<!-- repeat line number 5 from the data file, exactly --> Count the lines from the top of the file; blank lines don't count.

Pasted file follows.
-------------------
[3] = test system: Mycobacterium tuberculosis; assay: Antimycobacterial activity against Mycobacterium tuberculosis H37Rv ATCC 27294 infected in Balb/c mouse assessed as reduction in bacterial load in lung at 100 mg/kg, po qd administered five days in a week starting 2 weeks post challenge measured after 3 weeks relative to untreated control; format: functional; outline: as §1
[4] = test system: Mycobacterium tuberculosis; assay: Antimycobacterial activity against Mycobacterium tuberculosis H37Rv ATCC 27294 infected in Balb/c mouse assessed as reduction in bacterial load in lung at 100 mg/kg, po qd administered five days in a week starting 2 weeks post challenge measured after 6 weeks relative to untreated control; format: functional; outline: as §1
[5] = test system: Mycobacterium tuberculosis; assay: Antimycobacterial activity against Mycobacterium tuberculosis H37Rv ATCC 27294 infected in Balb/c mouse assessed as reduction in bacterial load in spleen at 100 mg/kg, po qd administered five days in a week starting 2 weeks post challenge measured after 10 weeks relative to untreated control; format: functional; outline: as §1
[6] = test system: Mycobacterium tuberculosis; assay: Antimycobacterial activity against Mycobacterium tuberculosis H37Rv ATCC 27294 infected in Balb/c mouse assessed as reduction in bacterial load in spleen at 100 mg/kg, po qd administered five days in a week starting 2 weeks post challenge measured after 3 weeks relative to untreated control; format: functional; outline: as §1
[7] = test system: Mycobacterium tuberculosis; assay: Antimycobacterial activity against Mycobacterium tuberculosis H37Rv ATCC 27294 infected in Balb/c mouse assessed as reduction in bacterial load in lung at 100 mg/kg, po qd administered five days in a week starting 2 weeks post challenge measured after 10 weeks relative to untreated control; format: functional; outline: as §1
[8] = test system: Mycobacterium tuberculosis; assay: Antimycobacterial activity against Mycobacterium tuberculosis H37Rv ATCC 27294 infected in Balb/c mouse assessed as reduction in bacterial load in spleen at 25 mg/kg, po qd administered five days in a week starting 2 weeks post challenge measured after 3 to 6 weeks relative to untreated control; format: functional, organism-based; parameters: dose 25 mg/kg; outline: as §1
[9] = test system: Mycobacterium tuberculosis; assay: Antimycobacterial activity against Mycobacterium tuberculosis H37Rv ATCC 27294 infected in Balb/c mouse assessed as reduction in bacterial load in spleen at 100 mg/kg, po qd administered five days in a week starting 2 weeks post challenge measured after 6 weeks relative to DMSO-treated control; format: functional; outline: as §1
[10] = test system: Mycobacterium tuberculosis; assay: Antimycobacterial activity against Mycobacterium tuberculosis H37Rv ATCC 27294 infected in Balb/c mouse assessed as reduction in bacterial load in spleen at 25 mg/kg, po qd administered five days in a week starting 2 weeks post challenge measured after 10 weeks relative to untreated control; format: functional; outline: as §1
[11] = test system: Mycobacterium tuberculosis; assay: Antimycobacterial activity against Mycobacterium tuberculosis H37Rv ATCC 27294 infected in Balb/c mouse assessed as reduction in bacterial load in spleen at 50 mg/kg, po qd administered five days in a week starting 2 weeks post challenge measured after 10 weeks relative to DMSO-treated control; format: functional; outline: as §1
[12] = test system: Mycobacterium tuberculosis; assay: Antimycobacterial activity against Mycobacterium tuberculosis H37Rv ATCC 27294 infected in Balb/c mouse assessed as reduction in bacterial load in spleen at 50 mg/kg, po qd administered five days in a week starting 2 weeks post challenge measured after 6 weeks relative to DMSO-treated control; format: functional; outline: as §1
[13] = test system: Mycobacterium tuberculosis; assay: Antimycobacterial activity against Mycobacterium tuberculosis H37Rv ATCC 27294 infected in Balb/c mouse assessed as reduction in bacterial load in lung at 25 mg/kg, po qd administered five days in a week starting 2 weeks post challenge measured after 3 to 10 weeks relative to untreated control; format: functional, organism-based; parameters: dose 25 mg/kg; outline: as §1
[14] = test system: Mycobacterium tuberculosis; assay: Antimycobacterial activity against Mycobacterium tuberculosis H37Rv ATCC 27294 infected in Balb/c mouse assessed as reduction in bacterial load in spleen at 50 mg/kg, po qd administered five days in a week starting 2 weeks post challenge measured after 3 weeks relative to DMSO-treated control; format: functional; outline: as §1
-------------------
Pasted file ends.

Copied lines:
[7] = test system: Mycobacterium tuberculosis; assay: Antimycobacterial activity against Mycobacterium tuberculosis H37Rv ATCC 27294 infected in Balb/c mouse assessed as reduction in bacterial load in lung at 100 mg/kg, po qd administered five days in a week starting 2 weeks post challenge measured after 10 weeks relative to untreated control; format: functional; outline: as §1